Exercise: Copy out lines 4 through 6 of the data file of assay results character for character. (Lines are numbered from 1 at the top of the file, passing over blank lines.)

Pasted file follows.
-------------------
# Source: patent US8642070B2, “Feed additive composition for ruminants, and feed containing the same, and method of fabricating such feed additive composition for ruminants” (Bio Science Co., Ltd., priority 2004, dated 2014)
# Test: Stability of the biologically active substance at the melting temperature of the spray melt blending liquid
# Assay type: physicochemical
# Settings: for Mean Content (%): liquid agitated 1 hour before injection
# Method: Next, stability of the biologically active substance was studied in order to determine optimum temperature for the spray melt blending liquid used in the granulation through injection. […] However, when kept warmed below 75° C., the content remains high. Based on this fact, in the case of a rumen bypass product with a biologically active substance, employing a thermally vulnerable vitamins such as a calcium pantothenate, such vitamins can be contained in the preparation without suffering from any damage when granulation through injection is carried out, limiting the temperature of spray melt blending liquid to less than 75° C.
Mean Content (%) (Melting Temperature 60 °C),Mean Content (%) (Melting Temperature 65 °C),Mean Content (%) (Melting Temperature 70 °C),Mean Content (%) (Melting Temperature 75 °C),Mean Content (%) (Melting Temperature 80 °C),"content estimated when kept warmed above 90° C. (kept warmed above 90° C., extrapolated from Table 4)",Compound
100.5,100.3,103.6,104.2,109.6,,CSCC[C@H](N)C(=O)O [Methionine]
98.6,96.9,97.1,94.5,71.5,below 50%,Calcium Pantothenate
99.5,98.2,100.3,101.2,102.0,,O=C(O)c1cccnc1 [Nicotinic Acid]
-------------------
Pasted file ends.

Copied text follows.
# Settings: for Mean Content (%): liquid agitated 1 hour before injection
# Method: Next, stability of the biologically active substance was studied in order to determine optimum temperature for the spray melt blending liquid used in the granulation through injection. […] However, when kept warmed below 75° C., the content remains high. Based on this fact, in the case of a rumen bypass product with a biologically active substance, employing a thermally vulnerable vitamins such as a calcium pantothenate, such vitamins can be contained in the preparation without suffering from any damage when granulation through injection is carried out, limiting the temperature of spray melt blending liquid to less than 75° C.
Mean Content (%) (Melting Temperature 60 °C),Mean Content (%) (Melting Temperature 65 °C),Mean Content (%) (Melting Temperature 70 °C),Mean Content (%) (Melting Temperature 75 °C),Mean Content (%) (Melting Temperature 80 °C),"content estimated when kept warmed above 90° C. (kept warmed above 90° C., extrapolated from Table 4)",Compound